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The Jewish German Migration And Settlement

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Approaching the close of the nineteenth century, the Jewish community in America had lost much of its devotion and dedication to its religious traditions and beliefs. The migration of "German" Jews to America revived the community not only through a drastic increase in numbers, but also by changing the face of the Jews.

Similar to Jews all over the world, Jews in what is now known as Germany, experienced much persecution and hatred. In Germany, Jews were not entitled to legal rights or religious freedoms. Among the many regulations and restrictions inflicted upon the Jewish community none prepared them for success in America more than the laws preventing them from farming. In some places Jews were not even allowed to marry. In 1828 an emancipation bill further confirmed the society's opposition towards Jewish legal and social rights. Since Jews were not permitted to farm or to apprentice (learn a trade), they obtained experience in money lending and acting as middlemen and artisans. Although able to participate in these positions, overpopulation further provoked the extreme poverty.

These Jews did not feel that Germany was their home; they felt like outsiders and hoped for religious, economic and political freedom, a freedom that was available only in America. Nearly 20% of the German Jewish population immigrated to America increasing the American Jewish population from 5,000 to about 250,000 by the mid 20th century. The Jewish immigrants who came to America were among the poorest and least educated of the population. The Jews also knew that leaving their community and moving to a newly developing country which consisted primarily of open spaces, would present a struggle to their religious dedication, yet they did maintain religious beliefs. "Ð'...do not forget our beloved religionÐ'...Commit your war unto the lord and you will be successful" (Heinrich).

Most immigrants were younger males, about 20 years of age. They left extremely poor with the hope of acquiring success and fortune in America and later sending for the rest of the family to "rejoice in the good fortune of their children" (America:). Parents were supportive and encouraged their children's journey since America provided opportunity far beyond what was available in their current situations. "These poor emigrants have become the props of their own people. How many parents who had to slave hard and bitterly, and saw facing them declining years full of cares, now live contented and carefree through the plentiful largeness, that flow to them from their children in America" (America: A land of Milk & Honey).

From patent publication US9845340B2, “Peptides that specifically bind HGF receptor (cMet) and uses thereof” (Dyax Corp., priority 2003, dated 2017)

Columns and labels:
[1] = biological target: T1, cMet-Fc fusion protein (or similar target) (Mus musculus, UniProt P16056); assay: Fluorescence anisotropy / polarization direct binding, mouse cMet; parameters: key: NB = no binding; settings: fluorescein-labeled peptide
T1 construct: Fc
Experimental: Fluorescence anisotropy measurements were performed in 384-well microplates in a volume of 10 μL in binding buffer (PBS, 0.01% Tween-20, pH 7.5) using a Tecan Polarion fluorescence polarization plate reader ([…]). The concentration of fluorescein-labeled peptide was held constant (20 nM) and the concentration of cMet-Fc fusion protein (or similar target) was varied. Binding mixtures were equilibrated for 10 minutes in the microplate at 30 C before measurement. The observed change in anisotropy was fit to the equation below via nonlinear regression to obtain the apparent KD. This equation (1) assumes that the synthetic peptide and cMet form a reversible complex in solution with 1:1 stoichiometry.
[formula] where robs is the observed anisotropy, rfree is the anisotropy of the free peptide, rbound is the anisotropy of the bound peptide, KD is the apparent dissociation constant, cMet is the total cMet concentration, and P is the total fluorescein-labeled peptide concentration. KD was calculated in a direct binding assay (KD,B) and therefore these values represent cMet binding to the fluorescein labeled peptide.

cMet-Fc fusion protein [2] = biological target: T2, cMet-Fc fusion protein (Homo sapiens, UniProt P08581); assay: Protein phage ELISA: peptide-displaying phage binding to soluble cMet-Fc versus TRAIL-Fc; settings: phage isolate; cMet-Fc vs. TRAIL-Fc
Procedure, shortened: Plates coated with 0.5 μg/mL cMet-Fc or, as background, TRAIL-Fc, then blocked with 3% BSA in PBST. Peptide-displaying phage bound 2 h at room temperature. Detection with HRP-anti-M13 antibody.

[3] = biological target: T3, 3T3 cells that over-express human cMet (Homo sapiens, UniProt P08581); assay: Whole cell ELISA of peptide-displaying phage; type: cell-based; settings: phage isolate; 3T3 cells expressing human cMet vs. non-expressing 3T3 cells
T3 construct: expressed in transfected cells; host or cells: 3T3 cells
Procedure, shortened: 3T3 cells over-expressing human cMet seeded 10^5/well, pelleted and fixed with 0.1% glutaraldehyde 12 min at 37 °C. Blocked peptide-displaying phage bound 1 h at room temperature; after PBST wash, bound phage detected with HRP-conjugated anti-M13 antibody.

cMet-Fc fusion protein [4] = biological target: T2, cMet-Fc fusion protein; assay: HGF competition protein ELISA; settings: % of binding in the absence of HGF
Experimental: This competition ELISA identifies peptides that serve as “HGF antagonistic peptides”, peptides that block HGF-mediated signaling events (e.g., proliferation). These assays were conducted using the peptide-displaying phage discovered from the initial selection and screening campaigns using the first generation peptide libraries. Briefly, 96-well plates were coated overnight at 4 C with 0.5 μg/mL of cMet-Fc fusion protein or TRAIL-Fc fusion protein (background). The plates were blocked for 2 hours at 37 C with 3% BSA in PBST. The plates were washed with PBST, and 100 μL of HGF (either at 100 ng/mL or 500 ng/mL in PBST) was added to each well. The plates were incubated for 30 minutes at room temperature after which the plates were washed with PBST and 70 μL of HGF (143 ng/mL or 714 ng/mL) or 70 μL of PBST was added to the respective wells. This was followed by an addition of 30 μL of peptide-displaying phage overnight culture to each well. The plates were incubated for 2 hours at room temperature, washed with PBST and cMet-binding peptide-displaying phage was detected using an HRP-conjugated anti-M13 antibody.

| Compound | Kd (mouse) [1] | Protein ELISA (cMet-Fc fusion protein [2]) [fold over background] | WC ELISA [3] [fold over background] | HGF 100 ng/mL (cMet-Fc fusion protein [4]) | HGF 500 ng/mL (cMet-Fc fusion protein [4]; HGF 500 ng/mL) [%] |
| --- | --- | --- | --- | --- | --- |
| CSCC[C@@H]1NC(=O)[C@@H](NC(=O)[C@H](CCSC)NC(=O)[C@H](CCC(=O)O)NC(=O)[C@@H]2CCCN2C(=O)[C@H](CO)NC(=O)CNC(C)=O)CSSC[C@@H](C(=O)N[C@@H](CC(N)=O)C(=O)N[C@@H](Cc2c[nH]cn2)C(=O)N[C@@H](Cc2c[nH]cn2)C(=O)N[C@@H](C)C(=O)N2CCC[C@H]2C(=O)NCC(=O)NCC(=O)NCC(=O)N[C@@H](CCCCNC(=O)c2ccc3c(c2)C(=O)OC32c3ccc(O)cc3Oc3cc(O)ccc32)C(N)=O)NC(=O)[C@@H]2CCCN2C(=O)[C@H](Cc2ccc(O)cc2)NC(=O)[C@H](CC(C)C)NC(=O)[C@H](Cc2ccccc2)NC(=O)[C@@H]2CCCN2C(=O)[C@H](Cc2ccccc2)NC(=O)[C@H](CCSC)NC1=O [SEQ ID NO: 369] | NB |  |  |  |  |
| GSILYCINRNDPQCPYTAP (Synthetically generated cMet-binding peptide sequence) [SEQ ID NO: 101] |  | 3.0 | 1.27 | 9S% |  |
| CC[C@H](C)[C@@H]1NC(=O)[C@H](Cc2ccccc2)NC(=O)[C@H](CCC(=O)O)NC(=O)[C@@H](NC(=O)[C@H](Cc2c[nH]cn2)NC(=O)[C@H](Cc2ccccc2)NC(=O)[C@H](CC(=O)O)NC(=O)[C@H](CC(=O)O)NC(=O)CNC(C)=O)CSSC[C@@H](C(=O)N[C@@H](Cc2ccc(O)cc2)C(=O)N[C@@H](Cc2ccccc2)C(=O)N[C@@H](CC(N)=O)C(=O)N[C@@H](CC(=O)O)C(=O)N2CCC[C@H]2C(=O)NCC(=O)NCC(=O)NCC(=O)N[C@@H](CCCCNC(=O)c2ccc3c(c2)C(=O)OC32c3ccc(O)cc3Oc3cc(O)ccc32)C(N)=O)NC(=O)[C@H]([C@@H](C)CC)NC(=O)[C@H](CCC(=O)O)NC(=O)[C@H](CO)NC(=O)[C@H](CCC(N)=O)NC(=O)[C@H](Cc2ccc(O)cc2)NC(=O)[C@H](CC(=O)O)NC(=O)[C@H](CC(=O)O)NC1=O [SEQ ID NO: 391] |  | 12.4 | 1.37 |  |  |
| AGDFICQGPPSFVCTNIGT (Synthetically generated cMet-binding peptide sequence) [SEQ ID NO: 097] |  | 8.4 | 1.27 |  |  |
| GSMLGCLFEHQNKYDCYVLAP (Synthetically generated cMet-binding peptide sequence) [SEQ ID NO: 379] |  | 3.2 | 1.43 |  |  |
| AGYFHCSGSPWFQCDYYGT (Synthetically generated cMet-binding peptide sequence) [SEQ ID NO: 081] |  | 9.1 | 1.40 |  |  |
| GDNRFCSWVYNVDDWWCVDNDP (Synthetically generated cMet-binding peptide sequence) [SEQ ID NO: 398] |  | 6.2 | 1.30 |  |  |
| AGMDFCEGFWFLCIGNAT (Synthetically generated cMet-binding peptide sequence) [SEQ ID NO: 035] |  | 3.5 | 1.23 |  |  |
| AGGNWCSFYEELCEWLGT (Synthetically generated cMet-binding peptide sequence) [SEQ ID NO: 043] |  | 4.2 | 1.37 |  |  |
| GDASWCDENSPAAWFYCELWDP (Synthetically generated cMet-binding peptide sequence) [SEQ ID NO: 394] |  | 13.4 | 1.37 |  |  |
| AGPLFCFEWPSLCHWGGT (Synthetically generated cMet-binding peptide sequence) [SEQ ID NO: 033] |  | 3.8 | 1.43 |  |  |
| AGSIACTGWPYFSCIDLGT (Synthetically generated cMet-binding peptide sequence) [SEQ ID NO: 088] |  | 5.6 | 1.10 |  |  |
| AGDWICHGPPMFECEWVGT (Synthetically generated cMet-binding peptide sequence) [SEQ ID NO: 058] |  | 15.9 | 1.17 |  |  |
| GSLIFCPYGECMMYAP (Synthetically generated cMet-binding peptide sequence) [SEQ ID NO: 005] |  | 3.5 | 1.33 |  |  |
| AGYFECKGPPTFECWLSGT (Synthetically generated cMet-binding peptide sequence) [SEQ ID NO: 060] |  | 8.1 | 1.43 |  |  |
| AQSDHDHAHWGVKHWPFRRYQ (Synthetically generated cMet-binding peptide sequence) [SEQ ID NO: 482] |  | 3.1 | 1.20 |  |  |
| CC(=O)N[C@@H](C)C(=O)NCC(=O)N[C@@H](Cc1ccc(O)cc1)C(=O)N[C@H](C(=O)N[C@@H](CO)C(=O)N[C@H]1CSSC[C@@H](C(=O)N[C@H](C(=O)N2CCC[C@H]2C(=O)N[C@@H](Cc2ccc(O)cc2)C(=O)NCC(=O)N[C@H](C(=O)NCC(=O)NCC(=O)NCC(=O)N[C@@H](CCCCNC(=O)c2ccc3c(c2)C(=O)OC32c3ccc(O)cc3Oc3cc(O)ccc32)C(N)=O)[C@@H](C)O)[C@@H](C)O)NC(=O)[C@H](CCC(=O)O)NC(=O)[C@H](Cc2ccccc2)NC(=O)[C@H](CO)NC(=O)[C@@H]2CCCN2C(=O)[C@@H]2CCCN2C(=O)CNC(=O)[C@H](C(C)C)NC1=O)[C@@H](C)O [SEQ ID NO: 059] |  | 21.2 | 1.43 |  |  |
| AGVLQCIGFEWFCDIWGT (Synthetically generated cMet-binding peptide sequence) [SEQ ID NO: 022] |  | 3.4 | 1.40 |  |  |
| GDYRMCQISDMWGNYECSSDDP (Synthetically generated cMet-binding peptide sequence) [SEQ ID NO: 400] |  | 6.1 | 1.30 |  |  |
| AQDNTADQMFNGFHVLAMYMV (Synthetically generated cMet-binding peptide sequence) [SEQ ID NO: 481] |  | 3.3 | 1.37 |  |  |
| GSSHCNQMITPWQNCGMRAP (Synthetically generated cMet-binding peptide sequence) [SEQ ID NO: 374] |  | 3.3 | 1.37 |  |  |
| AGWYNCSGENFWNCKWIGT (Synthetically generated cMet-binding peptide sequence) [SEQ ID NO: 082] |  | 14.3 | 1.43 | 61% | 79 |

These immigrants were innovators and pioneers in America. While in Germany they were outcasts and forbidden from certain jobs, in America, where society was transforming from an agricultural society to an industrial one, the German Jews possessed the skills, abilities and education needed. Most Jews were able to read and write, which was not a common quality among the Americans or other immigrants. The German Jews began as cart peddlers selling used clothing and eventually after acquiring enough profits many were able to establish their own small stores. With much dedication to succeed and their commitment to their family and community most were able to flourish primarily through the usage of networking. Networks extended from other family members in America, to other members of the community and even to those who remained in Europe.

The German Jewish immigrants kept their stores family owned and run, hiring and even sending for additional family members. During the workday they often interacted with members from all religions yet focused their business with other Jews, and after five o'clock they did not interact socially with non-Jews. It was very common for these successful Jewish families to cement their business relationships with other successful Jews through the marriages of their children.

In America Jews were entrepreneurs and innovators. Sears, which began in Germany, introduced the clothing catalogue to America and allowed people to purchase ready-made clothes. Levi Straus found his success and changed the clothing industry through his invention of denim blue jeans. After combining his efforts with Davis and obtaining a patent he mass-produced his pants also leading the clothing industry towards ready-made clothes. Straus also made his impact through new techniques of marketing. These are only two of those who found major success in America and those who created large business, which are still present today. In 1880 Jewish firms controlled approximately 50% of the clothing industry.

While the German Jewish immigrants did encounter some degrees of anti-Semitism and persecution, as all minority groups do, it was not a major deterring factor. During this period in America religious discrimination was not a major priority against the Jews since they acted as pioneers and became important assets towards the success of this new country. The Jews were viewed as "good Americans," unlike other groups such as the Irish. As a result the once poor immigrants were able to obtain much success and many became the elite of the cities and towns in which they inhabited. Several even became involved in politics becoming politicians and governors.

Unlike in Germany, where the Jews were outcasts of society, in America the Jews finally felt at home. Many felt so at home that they even abandoned the desire to one-day return to Palestine, a Zionist view that Jews had

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